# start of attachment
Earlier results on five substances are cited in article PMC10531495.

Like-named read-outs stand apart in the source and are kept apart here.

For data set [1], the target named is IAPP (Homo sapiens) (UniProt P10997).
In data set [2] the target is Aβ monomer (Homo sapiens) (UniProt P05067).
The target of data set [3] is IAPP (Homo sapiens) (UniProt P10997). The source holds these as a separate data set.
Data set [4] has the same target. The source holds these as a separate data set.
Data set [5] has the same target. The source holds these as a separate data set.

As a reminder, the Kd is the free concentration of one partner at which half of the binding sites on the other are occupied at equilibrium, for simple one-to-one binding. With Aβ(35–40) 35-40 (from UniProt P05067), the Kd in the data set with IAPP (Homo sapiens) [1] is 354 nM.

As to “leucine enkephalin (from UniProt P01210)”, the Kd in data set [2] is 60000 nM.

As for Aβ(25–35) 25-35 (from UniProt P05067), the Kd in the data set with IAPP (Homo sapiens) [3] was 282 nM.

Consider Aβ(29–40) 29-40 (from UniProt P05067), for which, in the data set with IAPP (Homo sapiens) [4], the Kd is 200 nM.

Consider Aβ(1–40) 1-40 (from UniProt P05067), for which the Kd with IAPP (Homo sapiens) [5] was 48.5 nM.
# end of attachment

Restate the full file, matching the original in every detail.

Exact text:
Earlier results on five substances are cited in article PMC10531495.

Like-named read-outs stand apart in the source and are kept apart here.

For data set [1], the target named is IAPP (Homo sapiens) (UniProt P10997).
In data set [2] the target is Aβ monomer (Homo sapiens) (UniProt P05067).
The target of data set [3] is IAPP (Homo sapiens) (UniProt P10997). The source holds these as a separate data set.
Data set [4] has the same target. The source holds these as a separate data set.
Data set [5] has the same target. The source holds these as a separate data set.

As a reminder, the Kd is the free concentration of one partner at which half of the binding sites on the other are occupied at equilibrium, for simple one-to-one binding. With Aβ(35–40) 35-40 (from UniProt P05067), the Kd in the data set with IAPP (Homo sapiens) [1] is 354 nM.

As to “leucine enkephalin (from UniProt P01210)”, the Kd in data set [2] is 60000 nM.

As for Aβ(25–35) 25-35 (from UniProt P05067), the Kd in the data set with IAPP (Homo sapiens) [3] was 282 nM.

Consider Aβ(29–40) 29-40 (from UniProt P05067), for which, in the data set with IAPP (Homo sapiens) [4], the Kd is 200 nM.

Consider Aβ(1–40) 1-40 (from UniProt P05067), for which the Kd with IAPP (Homo sapiens) [5] was 48.5 nM.